Over the VHF, I have often heard marine traffic talking about Q1 and Q2, these being the outermost buoys of the Liverpool Approach. But where exactly are these places, and what are they like?
Given the huge amount of water that enters and leaves the Mersey Estuary, it makes sense for any return trip into Liverpool Bay to be based around low tide. Some degree of tidal assistance could then be expected in each direction. In these parts, low water only occurs around the middle of the day at neap tides. A calm summer’s day with a neap tide and a gentle onshore wind would seem ideal for such a trip.
On Thursday 17/8/17, these conditions came together nicely. A gentle Westerly wind was forecast to pick up during the afternoon and swing around to the Southwest. Paddling to Q1 from the Wirral would require being a long way from land for most of the time. An alternative option starting from Crosby looked to be more feasible. This trip would take in most of the port (red) buoys of the Crosby Channel, then lead around the corner into the Queens Channel and eventually to Q2. With this option, I would always be upwind of the coast which would never be too far away. Continuing northwards towards Ainsdale was my preference for the return trip.
I launched from Crosby shortly after 10am and paused at the first port buoy (C14) to inform Mersey VTS of my intentions. Aided by the ebbing tide, I then enjoyed a rapid tour of the buoys out towards Formby Point. Formby Buoy is a red & white affair in the centre of the channel, mid-way between the outer lines of port and starboard markers.
Close to C6 is some prominent wreckage. It’s hard to imagine a large metal ship meeting its fate on a sandbank. Looking at the Liverpool Approach chart at www.visitmyharbour.com, it is possible that this unfortunate vessel has encountered the Taylor’s Bank Revetment.
Interspersed with the lower numbered Crosby Channel markers are Gamma, Beta and Alpha. On arriving at Alpha, an outgoing tanker was approaching so I paused for a photo. As it drew level, I heard the skipper calling up Mersey VTS about his concern for a kayak that was nearby. He thought the bow wave from other vessels may cause me a problem. In the distance, I could see the fast-approaching Sea Cat and had no intention of venturing close to it on this occasion.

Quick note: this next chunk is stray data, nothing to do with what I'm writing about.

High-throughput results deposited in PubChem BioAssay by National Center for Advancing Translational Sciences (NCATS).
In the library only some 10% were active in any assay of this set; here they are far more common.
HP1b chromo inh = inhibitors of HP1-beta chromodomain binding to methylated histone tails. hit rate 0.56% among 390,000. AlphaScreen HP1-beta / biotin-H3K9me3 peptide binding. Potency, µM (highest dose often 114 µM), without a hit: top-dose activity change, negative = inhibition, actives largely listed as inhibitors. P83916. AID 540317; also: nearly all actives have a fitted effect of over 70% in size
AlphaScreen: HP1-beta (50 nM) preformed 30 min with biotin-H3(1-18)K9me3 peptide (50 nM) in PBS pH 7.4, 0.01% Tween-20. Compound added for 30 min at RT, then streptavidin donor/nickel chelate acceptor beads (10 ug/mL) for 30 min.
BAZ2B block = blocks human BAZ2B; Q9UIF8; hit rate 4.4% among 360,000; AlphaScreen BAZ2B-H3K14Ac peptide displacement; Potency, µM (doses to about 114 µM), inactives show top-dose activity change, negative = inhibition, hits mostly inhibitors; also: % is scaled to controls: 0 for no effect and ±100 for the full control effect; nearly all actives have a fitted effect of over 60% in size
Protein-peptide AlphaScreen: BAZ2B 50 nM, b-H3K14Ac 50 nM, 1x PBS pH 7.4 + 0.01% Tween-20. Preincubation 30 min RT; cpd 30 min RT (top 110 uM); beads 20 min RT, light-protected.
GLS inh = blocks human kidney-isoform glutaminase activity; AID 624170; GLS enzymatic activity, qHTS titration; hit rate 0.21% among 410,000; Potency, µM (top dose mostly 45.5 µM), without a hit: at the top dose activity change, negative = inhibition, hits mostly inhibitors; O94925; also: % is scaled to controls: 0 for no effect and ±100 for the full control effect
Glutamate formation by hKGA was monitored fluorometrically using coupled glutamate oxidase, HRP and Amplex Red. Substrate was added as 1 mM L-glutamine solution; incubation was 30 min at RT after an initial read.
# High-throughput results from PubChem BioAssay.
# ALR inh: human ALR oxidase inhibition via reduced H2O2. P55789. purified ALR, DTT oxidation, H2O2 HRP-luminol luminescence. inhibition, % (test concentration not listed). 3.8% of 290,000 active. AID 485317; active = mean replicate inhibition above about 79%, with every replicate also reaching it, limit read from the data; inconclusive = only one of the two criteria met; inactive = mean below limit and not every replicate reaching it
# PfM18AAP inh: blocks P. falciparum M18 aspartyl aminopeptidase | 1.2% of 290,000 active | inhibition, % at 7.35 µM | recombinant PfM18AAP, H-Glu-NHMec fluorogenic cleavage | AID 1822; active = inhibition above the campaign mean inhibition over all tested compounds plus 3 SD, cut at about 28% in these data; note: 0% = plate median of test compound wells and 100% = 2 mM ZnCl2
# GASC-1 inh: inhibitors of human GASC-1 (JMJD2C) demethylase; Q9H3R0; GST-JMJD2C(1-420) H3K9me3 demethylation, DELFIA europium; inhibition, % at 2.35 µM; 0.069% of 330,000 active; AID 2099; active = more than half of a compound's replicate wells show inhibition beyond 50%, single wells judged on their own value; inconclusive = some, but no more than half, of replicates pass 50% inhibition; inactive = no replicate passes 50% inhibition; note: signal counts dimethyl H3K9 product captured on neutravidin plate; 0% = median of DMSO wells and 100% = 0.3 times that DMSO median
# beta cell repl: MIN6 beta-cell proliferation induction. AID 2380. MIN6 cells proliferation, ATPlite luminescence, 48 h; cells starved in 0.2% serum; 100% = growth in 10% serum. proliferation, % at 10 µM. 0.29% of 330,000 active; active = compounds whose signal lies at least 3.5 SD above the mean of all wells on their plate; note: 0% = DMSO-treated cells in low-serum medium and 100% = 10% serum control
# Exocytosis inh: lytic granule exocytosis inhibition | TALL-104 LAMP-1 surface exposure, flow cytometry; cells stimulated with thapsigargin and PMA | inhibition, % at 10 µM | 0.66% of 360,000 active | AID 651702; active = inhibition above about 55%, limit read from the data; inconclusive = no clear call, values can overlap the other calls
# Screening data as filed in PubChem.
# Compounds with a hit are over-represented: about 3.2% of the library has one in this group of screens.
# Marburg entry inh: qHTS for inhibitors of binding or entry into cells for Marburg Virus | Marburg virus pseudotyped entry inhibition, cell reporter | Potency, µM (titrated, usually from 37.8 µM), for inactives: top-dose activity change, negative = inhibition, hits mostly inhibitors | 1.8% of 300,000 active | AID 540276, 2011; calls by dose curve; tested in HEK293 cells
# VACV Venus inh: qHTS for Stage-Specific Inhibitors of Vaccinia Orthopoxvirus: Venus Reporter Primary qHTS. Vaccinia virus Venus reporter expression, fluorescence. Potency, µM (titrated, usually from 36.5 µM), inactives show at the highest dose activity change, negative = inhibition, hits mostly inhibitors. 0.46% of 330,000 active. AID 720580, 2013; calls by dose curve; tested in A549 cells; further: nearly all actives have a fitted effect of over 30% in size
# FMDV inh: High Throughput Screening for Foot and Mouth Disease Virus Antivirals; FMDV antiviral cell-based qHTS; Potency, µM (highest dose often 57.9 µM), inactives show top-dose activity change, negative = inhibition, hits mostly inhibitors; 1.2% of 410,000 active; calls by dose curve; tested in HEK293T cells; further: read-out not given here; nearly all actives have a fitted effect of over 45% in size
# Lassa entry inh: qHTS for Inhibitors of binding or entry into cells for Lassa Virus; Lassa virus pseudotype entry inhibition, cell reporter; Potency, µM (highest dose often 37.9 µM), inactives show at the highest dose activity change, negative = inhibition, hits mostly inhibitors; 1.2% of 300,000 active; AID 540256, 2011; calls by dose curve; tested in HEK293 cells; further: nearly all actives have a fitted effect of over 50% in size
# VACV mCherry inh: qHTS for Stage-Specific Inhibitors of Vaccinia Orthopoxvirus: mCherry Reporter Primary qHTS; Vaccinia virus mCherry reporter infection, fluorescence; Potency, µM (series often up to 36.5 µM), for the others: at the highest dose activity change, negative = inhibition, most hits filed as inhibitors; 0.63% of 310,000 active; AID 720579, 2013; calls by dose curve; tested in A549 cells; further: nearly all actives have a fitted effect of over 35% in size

Mersey VTS then asked the Sea Cat whether s(he) had visual contact with me, the reply being negative. At that point, I again called in as “Kayak Robin” to confirm my location and said that I would remain well outside the channel and that no traffic needs to slow down for me. That input was immediately acknowledged by the VTS operator and was presumably welcomed by all concerned.
Arriving at Q12 – the first marker in the Queens Channel – was a special moment for me. By that time, it was 11:50, a little over two hours before low water. With pleasant conditions, it made no sense to turn back against the ebbing tidal flow so I pressed on. By this time, the Sea Cat had reported leaving the Queens Channel and was away, due back around 7pm.
Many of the Queens Channel buoys appear to be older than in the Crosby Channel, but they are prominent and easy to follow. Most were adorned with cormorants and gulls but they invariably flew off before coming into photo range. It was interesting to watch the tangle of mainly stationary wind turbines morph into distinct lines as I progressed.
Q2 is a smart tall affair as befits its status as the final port marker of the Shipping Channel. When I arrived, the sea state was slight and there was still some outgoing tidal drift. While enjoying a leisurely lunch, my boat drifted around 250 metres further out into the bay. It felt as if I had left the Solar System and was drifting around in interstellar space. Once back near Q2, with a friendly line of red buoys stretching shoreward, I felt more secure again.
During my return trip, the wind and swell increased markedly. At times, I found myself surfing and the boat’s direction was difficult to control. But with transits everywhere, there was no doubt that I was making progress in the right general direction. All of the wind turbines were by then in motion.
On arriving at Q12, I briefly turned downwind (NE) and found the conditions to be much easier. I therefore decided to continue to Ainsdale rather than returning to Crosby. With the water level being lower than on my outward trip, several pieces of marine wreckage could be seen around Formby sands. A hot drink on Formby beach was most welcome. The continuous expanse of beach and dunes past Freshfield and Woodvale Airfield is a lovely stretch of coast, with just a handful of people dotted around the place.
Toiling up the beach at Ainsdale was hard work. While taking a short train ride to retrieve the car, my kayak was hidden from view behind the Lifeguard’s hut. Thankfully, it remained undisturbed during my absence. For peace of mind, my VHF radio, PLB, GPS, phone, camera and compass all went with me in a rucksac. I even remembered to take the car key 🙂
View from Q2: https://youtu.be/Hh0ue2ZsrAE